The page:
China uses “ultraviolet room” against coronavirus to clean buses


Ultraviolet (UV) light has been used for a long time to eliminate germs, pathogens, bacteria, fungi and molds in various sectors of the pharmaceutical and beverage industries and in hospital environments. As it does not use chemical agents, it is effective, has a relatively low cost for maintenance and is ecologically friendly, China has opted for this resource more frequently in the fight against the new coronavirus (SARS-CoV-2). Now, the government is looking for other technologies and methods to apply it widely.

Thus, agencies of various services in the country have been using UV light in public buses and elevators. Recently, Shanghai’s public transport company Yanggao transformed a regular cleaning room into a disinfection chamber with this tool. This reduced the process of cleaning vehicles from 40 minutes to just five minutes.

“After the epidemic happened, we were actively looking for a more efficient disinfection method,” said Qin Jin, deputy general manager at the state-owned company. He explained that normally the process requires the full attention of two employees, who spray disinfectants on the surfaces of vehicles before cleaning them. “The problem with that is that they can’t get to certain corners,” he said.

The group recently entered into a partnership with a technology provider to convert two cleanrooms into this system. The premises are equipped with 210 UV tubes and have the capacity to disinfect up to 250 buses per day in each chamber. With a demand of around 1,000 vehicles daily on the Yanggao network, this implementation reduces the amount of overtime for staff and optimizes issues related to logistics and labor.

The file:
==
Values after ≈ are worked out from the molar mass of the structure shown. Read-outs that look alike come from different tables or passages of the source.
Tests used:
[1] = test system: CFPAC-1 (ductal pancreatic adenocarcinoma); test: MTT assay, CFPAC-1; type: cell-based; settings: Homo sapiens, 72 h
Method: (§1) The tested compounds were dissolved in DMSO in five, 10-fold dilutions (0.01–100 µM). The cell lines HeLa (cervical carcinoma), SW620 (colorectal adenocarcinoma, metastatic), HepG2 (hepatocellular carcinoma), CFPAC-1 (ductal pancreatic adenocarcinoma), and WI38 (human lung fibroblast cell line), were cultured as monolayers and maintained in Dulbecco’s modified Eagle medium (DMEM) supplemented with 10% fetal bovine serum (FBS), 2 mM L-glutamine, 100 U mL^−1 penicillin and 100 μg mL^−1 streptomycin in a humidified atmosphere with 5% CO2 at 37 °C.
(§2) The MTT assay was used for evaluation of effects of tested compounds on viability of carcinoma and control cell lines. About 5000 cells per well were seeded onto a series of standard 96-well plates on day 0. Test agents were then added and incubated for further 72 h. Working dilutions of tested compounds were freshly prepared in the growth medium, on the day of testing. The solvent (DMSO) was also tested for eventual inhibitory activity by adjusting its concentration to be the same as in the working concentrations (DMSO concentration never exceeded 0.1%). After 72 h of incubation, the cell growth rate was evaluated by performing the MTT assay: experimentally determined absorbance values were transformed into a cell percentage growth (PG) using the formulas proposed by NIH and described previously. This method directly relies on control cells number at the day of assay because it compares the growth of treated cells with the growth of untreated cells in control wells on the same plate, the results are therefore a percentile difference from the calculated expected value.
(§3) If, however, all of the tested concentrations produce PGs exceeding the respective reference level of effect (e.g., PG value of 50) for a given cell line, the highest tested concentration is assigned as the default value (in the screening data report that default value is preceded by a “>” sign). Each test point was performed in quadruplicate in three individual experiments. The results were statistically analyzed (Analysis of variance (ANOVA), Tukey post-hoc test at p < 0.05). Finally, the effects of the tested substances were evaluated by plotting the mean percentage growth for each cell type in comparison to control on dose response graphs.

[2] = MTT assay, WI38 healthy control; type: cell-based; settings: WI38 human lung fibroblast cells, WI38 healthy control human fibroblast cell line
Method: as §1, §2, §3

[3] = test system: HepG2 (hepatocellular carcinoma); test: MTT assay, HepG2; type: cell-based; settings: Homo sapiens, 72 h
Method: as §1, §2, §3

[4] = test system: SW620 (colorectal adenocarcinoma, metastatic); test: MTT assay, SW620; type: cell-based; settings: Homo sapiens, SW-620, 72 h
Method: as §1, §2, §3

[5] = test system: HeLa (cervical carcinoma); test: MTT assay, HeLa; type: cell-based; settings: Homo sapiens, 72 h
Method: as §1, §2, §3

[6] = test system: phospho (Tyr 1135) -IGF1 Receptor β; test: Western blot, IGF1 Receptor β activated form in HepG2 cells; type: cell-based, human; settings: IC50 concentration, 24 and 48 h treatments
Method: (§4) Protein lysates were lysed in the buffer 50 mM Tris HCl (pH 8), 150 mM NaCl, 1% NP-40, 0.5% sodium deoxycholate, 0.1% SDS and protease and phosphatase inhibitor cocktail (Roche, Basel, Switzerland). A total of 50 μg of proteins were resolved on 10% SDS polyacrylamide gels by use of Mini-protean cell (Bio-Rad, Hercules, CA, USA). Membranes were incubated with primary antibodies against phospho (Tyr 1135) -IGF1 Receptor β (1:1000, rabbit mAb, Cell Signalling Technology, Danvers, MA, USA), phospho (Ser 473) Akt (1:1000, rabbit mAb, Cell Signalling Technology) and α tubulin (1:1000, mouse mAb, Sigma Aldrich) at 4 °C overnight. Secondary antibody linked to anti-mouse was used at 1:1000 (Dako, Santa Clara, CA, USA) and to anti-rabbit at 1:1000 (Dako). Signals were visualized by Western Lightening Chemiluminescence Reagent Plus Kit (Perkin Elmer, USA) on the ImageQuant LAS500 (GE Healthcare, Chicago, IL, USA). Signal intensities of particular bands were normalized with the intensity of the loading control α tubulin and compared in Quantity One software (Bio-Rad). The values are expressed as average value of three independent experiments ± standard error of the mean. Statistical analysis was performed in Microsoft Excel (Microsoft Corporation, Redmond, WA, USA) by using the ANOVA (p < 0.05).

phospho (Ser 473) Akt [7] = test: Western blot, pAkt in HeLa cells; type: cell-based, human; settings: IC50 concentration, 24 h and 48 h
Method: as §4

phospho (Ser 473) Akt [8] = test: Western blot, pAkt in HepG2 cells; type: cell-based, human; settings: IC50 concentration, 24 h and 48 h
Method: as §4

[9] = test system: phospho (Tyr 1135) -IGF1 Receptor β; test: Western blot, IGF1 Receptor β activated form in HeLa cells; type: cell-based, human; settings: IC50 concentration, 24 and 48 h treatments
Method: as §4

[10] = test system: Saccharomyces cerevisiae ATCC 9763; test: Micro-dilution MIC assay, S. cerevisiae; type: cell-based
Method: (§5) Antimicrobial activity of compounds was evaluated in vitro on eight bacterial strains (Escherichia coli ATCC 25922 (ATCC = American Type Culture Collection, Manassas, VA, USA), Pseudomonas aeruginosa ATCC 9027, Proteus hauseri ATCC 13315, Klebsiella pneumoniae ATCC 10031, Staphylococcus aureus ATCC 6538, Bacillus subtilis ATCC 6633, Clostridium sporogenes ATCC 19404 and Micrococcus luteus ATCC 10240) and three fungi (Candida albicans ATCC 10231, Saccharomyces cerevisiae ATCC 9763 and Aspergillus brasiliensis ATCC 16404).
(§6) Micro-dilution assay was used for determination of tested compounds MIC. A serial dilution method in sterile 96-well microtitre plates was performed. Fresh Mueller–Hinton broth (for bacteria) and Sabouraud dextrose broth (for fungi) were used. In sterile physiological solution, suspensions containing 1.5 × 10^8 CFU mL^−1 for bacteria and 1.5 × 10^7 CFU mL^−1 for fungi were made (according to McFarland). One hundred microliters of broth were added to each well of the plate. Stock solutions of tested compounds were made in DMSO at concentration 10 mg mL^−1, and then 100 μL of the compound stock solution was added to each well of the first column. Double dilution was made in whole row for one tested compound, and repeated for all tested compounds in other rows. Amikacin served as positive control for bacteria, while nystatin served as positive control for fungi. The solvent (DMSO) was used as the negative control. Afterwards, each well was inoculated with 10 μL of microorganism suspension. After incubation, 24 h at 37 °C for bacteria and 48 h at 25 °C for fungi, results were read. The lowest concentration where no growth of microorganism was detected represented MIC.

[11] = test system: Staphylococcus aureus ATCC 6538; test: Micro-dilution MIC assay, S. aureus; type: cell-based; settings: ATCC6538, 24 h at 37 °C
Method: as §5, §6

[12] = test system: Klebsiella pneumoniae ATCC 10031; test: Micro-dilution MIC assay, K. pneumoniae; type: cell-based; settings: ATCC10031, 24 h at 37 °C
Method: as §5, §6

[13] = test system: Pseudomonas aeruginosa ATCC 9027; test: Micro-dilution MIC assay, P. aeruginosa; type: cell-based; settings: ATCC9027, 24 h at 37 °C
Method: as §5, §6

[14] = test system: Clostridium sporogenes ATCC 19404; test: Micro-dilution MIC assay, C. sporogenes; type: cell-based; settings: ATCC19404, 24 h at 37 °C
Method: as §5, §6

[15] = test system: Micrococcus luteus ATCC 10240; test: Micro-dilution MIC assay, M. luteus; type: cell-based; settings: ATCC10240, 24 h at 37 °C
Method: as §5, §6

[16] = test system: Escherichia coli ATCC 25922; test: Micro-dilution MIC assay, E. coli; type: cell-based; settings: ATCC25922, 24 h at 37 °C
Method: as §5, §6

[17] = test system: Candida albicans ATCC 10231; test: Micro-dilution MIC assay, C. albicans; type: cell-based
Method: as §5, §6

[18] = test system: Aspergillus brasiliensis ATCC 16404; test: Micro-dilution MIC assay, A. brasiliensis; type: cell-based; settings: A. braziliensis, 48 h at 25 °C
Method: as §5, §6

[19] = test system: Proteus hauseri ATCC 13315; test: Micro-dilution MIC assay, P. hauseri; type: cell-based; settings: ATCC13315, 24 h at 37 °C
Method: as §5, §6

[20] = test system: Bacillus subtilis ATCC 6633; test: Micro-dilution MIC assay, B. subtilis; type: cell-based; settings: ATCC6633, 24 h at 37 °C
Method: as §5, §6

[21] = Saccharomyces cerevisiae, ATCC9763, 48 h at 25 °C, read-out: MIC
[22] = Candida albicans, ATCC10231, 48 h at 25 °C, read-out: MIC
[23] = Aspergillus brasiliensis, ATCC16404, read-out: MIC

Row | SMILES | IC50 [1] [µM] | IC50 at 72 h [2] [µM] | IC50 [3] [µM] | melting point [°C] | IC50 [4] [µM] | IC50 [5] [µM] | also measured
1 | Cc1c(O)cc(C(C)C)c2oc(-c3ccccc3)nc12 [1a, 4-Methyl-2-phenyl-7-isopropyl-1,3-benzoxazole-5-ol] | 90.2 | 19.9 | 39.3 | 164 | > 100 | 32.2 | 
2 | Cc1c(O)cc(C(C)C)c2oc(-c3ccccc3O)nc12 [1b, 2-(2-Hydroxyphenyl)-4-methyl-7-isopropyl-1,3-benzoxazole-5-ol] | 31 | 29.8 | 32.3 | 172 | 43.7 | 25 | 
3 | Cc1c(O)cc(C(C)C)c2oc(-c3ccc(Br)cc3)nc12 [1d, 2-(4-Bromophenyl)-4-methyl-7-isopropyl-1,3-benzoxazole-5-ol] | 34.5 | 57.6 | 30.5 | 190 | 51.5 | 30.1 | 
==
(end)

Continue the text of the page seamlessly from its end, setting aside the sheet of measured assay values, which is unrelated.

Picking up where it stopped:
WHO and experts say care must be taken with UV
The World Health Organization (WHO) warns that UV lamps should not be used to sterilize hands or other areas of the skin. According to the body, UV radiation can cause skin irritation – to avoid this, Qin says that the chambers are sealed after the vehicles enter and activated by the team on the outside. Health experts say that UV light is not normally used to disinfect public areas, but it can be effective if applied carefully and correctly.

Paul Tambyah, president of the Asia-Pacific Clinical Microbiology and Infection Society, agrees that this process can be effective, but it also highlights the potential risk of skin cancer. “UV disinfection is widely used in hospitals around the world, after patients leave the room. This feature is used in pathogens resistant to antimicrobials, tuberculosis and other infectious agents.” He adds that, although it is generally not applied to public transport, “there are no reasons why it doesn’t work”.

UV rays in “smart elevators”
Yanggao is not the only organization that invests on this front. The Central Bank of China said in February that it had been disinfecting and isolating cash notes with the help of UV lights to combat the new coronavirus. A market supervision department in Guangdong province, in the south of the country, even proposes an “intelligent UV lift disinfection system” to clean the hard-to-reach corners and eliminate traces of cleaning fluids.

The project calls for UV tubes in elevators to be activated when sensors confirm the absence of users. Then, the UV rays would scan and turn off automatically. The idea is to implement this in public spaces, such as hospital elevators – it remains to be seen whether safety protocols will be really effective in ensuring that no one is in these environments during application.


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